“It’s amazing,” she says, pushing aside her thoughts about gender and power and the choices of artists.
“That’s not everything.” He guides her closer, one hand on her back. She reaches out to touch the arm, which is so similar to her own. An access request pings. She gasps.
He’s embedded an emotion capture within the sculpture. Gingerly, she allows the emotion capture to take over her senses. She expected something like ::Generic; happy- or ::Generic; strong emotional discovery-, but what she experiences is more. He’s created his own emotion capture, built it himself, and embedded it into the sculpture. The experience is three quick breaths, aching sorrow, the hand reaching out to you, the hand that will never reach you. There is a lingering ghostly quality, which is enhanced by the visual of the sculpture.
Although she can appreciate Jal’s effort, she can see the roughness of the piece. The transitions are shaky. The emotional resonance loses its force after the third second. It’s okay, but not a masterpiece. Jal’s no Salavonic, but who could rival ::Singular raindrop falls on back of wet bird- or ::Violinist collapses onstage-?
Seva comes back to herself, the residuals of the capture drifting away, until there is only Jal by her side, and the sculpture in front of her.
“I didn’t know you were specializing in multimedia,” she says.
He seems dissatisfied by her response. “I’m not. But the university allows for experimentation.” He looks back at the sculpture, then at her, vulnerability twisting in his face, the beginnings of a fragile anger.
Quickly, she praises the piece, commenting on the merging of the physical sculpture and digital emotion, which she really did think was well done. Some critics would argue that reliance on multimedia diminishes the power of an emotion capture as an art form, but Seva thinks there is potential in these combinations. Creativity, she knows, often comes from the merging of two disparate things.
After his desire for praise is sated, Jal has a lot to say about emotion captures. They spend the next hour debating the benefits of sensory deprivation as a technique for emotional enhancement and geeking out about the work of Salavonic. It’s the sort of conversation without pauses. They both have so much to say.
“I made something, too,” Seva says, caught up in the enthusiasm of their conversation. “Not art,” she adds quickly. “Just something I felt today.” She pulls up ::Candide; joy-, debating whether she should share access.
“You make emotion captures, too?” Somehow, the timbre of their conversation changes, the excitement leaking out. Jal’s voice is neutral, but she senses something behind it.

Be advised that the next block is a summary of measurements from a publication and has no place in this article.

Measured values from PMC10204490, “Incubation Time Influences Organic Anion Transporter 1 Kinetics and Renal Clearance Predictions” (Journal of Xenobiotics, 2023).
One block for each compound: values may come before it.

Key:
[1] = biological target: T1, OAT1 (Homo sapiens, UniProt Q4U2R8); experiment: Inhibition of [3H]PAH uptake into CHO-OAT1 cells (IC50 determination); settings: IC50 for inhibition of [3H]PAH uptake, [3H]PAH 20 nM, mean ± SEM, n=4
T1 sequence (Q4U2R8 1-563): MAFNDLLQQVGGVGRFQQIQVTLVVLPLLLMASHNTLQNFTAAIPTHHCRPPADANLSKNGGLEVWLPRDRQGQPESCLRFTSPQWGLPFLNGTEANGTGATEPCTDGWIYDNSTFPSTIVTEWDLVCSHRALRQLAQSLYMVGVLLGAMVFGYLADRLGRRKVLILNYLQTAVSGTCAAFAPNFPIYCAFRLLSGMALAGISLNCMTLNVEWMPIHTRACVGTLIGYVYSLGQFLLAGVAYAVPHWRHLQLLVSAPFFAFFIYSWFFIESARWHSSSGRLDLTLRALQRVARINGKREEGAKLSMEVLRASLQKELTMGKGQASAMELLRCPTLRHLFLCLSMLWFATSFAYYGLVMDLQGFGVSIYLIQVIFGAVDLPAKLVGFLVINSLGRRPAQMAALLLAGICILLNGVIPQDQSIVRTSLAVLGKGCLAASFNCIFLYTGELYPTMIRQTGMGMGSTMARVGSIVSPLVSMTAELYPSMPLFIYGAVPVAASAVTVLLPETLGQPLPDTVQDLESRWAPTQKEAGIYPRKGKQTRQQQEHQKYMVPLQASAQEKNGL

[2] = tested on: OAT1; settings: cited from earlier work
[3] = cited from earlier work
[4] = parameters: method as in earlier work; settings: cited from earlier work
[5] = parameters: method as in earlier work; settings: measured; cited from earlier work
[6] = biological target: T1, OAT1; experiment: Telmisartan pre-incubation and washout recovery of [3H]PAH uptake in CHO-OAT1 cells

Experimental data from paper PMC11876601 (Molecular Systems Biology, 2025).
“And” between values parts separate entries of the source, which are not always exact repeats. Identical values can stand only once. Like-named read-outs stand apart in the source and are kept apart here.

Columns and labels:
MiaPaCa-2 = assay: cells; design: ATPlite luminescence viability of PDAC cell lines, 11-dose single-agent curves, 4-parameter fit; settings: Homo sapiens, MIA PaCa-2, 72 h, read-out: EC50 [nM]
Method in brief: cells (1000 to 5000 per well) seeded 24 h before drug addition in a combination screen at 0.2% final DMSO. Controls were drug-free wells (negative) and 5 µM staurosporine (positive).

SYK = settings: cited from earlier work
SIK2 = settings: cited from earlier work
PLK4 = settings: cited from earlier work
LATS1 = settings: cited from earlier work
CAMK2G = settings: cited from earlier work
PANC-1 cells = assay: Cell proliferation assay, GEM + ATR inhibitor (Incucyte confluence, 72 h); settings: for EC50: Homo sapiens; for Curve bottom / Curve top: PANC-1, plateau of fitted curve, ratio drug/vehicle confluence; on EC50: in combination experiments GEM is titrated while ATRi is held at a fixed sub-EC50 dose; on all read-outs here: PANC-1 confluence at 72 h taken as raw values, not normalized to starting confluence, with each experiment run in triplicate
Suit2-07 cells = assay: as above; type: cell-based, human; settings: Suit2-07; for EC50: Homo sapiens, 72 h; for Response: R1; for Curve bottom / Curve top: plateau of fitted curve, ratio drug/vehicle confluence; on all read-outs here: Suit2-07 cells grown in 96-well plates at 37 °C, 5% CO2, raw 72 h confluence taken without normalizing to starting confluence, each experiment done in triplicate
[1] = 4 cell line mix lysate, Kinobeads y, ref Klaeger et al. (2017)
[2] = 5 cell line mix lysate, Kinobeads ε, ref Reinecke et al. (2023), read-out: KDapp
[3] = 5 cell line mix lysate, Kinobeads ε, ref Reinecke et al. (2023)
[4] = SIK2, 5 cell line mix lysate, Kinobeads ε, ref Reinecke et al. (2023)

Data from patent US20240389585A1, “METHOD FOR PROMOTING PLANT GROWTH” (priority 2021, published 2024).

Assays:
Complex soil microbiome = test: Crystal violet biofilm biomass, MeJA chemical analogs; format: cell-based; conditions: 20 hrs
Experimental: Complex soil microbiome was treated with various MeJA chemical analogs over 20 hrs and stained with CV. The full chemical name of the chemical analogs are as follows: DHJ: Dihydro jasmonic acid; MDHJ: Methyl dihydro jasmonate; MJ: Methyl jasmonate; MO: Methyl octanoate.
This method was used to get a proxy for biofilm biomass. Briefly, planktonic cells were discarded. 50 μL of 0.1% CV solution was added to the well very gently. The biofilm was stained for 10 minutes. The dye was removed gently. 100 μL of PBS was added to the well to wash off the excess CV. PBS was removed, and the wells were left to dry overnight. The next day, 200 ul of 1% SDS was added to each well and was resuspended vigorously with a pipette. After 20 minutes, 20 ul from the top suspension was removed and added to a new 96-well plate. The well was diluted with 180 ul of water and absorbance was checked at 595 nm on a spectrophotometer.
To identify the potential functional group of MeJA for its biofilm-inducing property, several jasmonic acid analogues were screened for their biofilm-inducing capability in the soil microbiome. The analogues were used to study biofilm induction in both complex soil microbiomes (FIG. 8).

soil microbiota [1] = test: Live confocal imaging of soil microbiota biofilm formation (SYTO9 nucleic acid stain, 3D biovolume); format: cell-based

“Not art,” she says again. “Just for fun.” Maybe this was a bad idea. “Never mind.”
“I want to see it.”
She wants to explain that creating an emotion capture, for her, is like playing a string of sixty-fourth notes, which you can only do if you are concentrating very hard or not thinking about it at all. Instead, before she has time to lose her nerve, she sends him the access code to ::Candide; joy-.
His face, while he experiences the emotion capture, is animated with delight. This is a type of vulnerability, she realizes, this ability to see someone else having an emotional experience, even if the origin of those emotions come from without. She wonders what she looked like while viewing his sculpture, if her face twitched at the ghostly sadness of the hand reaching out.
When the emotion capture ends, Jal comes back to himself. Now the emotions flitting across his face are his own, and she can’t read them. He is silent for too long.
“It’s not art,” she says again. “It’s just how I feel. How music makes me feel.”
“You shouldn’t garbage it,” he says. “I mean, there’s some interesting stuff in there. It’s not a terrible beginner’s piece.”
The words are like a blow, but worse is the shame she feels at her reaction. He’s just saying what’s true, what she’s said to herself.
She forces herself to laugh. “The music is good, though.”
“Yeah, it’s a good recording.” Jal pauses. “Have you shown this to anyone else?”
“I just made it this afternoon. Really quickly.”
“I’m just saying this so you don’t get hurt. Maybe don’t let anyone else see it, okay?”
Suddenly, she wants him to see her doing what she’s good at, her real art. “You should come to my concert this week.” She pings him with tickets. “I have a xylophone solo.”
“It’s a difficult medium,” he says. What she hears is: we can’t all be artists.
It’s three weeks before she visits Jal’s work space again. It’s a quick stop on the way to the dance plaza, where they’re meeting some friends. In typical Jal fashion, he’s left one of his projects until the last minute, so he needs to crank out a sketch of a vase in twenty minutes.
While he’s working, Seva wanders the workshop. Her microenvironment keeps out the limestone dust. She avoids the arm sculpture, which still unsettles her, despite the beauty of those upturned fingers.
In the corner, there’s a hunk of limestone, half-sculpted. She can’t tell what it’s going to be. Maybe a flame or a rooster. Jal once told her that sculpting is about removing the stone that isn’t supposed to be there, bit by bit, until the true thing emerges. It’s the opposite of music, which is about filling the silence with the notes that are meant to exist. She muses on this dichotomy in art—subtraction and addition, removal and creation, the full and empty spaces.
She touches the flame/rooster thing, and it pings her with an access request. Jal never locks anything in his workshop. With a start, she realizes he is creating another multimedia project. She shouldn’t look in on this half-created thing, but she’s curious.